• 7 months ago

    insomnia

    I've only gotten about a total of 10 hours of sleep in the past week. Sometimes i take Ambien but that doesn't even help. Anyone have any suggestions or experience this problem?

Responses

  • 7 months ago

    RE: insomnia

    seek professional help a therapist my help get a sleep study done
  • 7 months ago

    RE: insomnia

    Dear insomnia, you are not alone. I rarely sleep. If I do it is in the middle of the afternoon when I pass out from exhaustion but I am up all night, every night. It is impossible to fall asleep and just as hard to stay asleep. Ambien didn't work for me either but Klonopin did, although benzodiazepams have a bad rap in that they can be addictive. Ask your Dr. for meds. Good luck!
  • 7 months ago

    RE: insomnia

    Unlike LB above, I'd say look to pharmaceuticals only as a last resort, and only on the advice of your doc, and use them only to treat underlying medical issues that are causing your insomnia.

    Otherwise, why bother? You won't be treating the true underlying basis for your sleeplessness.

    Most insomnia is caused by some combination of bad sleep habits and excessive worry about the idea of sleep. Both of those can be fixed without drugs.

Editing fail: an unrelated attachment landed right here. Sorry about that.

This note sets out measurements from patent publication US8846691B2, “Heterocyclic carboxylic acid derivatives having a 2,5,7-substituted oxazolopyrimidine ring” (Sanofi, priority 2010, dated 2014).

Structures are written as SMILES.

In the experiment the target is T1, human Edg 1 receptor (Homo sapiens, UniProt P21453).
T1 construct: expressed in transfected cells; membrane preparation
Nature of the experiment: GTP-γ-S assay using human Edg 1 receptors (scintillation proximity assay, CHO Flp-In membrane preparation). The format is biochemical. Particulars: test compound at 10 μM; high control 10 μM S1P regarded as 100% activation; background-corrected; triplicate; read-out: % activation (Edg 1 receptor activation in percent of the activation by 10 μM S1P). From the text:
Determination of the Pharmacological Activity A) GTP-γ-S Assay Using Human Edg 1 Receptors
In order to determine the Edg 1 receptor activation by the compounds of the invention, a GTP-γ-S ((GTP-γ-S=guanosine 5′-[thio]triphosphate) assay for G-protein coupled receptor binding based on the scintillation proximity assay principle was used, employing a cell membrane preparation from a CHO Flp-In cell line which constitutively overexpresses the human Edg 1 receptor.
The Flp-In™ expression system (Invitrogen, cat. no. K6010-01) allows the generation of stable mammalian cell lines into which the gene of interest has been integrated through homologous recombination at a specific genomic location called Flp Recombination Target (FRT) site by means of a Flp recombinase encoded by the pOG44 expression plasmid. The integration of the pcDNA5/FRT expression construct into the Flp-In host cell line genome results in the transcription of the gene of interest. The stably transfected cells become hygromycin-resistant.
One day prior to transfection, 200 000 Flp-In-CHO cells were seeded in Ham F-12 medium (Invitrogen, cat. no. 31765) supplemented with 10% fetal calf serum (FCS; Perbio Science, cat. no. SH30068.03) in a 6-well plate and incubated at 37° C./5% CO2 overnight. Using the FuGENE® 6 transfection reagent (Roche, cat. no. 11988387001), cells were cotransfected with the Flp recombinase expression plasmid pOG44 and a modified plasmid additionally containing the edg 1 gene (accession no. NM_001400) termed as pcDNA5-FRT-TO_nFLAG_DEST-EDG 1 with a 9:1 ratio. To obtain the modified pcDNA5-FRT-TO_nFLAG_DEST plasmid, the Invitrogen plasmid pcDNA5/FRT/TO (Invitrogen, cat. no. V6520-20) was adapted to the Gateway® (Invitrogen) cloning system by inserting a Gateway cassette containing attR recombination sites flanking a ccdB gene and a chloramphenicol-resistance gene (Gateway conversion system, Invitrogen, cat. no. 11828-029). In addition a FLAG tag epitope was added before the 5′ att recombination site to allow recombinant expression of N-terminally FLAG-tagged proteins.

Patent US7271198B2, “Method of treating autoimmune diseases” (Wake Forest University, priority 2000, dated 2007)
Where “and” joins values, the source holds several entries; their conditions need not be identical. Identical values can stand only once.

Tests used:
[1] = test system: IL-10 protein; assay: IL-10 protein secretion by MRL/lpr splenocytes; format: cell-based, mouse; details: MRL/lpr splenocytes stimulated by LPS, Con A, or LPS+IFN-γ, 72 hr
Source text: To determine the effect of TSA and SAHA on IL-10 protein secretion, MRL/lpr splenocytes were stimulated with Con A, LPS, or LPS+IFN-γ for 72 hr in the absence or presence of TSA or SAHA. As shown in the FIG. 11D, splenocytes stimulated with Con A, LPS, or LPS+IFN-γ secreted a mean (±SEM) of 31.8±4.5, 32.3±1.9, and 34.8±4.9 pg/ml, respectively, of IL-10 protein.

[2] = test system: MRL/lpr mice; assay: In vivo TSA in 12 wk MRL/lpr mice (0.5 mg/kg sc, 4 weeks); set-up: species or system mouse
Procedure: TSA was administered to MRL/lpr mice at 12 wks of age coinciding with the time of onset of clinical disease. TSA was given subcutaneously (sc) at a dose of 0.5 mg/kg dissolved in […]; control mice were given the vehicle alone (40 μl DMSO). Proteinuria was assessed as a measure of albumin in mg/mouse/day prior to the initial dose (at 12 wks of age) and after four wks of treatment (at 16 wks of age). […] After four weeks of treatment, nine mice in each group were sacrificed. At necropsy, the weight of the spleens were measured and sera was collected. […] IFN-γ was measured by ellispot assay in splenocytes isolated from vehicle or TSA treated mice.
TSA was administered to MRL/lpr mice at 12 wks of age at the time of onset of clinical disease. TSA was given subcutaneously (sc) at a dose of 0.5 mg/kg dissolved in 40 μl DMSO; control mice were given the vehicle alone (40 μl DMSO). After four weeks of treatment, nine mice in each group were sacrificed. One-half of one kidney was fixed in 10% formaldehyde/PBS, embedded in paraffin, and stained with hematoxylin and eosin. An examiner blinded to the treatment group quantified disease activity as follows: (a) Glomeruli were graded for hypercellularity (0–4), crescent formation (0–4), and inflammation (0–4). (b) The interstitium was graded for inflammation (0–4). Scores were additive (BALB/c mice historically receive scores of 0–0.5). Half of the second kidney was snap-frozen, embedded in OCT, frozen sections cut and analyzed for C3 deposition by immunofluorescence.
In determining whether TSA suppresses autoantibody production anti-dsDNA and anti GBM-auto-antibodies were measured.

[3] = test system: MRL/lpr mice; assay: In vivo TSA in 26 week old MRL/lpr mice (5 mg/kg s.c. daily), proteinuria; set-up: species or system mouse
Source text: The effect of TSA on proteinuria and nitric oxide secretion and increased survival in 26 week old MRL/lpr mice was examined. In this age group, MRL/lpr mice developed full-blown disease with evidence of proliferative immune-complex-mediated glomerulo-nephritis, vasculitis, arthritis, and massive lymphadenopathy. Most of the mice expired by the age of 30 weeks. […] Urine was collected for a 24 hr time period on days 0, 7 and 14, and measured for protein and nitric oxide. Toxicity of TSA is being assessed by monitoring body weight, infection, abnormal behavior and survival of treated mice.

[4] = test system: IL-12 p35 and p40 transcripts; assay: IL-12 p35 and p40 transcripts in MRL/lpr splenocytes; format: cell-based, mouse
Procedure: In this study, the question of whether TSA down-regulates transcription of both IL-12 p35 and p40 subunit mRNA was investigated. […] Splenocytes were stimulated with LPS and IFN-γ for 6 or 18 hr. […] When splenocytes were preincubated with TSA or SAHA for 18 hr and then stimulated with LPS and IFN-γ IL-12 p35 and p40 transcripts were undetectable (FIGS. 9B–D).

• 7 months ago
        My apologies insomnia. I thought you were actually experiencing the neurological disease of RLS.
  • 6 months ago

    RE: insomnia

    Hi there!

    You asked if anyone has any suggestions, and actually, I do. lol :)

    Be warned, though, you and possibly anyone else reading this might think this suggestion is not only impossible to achieve, but a bunch of BS!.

    So on that note, here's my suggestion based on my own experience. I discussed this with a former therapist and a Psychiatrist just to see if they thought it was something irrational and/or unattainable. They both grinned and nodded with excitement that I had figured this out and it was working for me. (That probably came out arrogant, but I don't meant it to be - just saying.)

    What do you think the #1 reason is that people get insomnia? It's not the only reason, but it's the primary and most common - the reason is that we don't turn off the "conversations" in our head. Period! We lay in bed and start thinking about something we are worrying about, or the project that needs to be complete by the end of the day tomorrow, or the person from 10 years ago who made you angry....and the list goes on. These are not just the simple thoughts that pop in our head, but the thoughts that turn in to self-conversations wherein one topic leads to another, and to another. A person simply CANNOT sleep when those "conversations" are taking over our mind!

    So how can we make it stop? Is it possible to make it stop? The answer to that is a resounding YES!

    I've had insomnia for at least 26 years, and I took sleeping pills for a majority of that time. Not daily, but almost daily. My insomnia was medication induced so I figured that I was doomed. I mean, if insomnia is a side effect of my medication and I can't stop taking that medication, then I guess I'm stuck with insomnia, right? NO!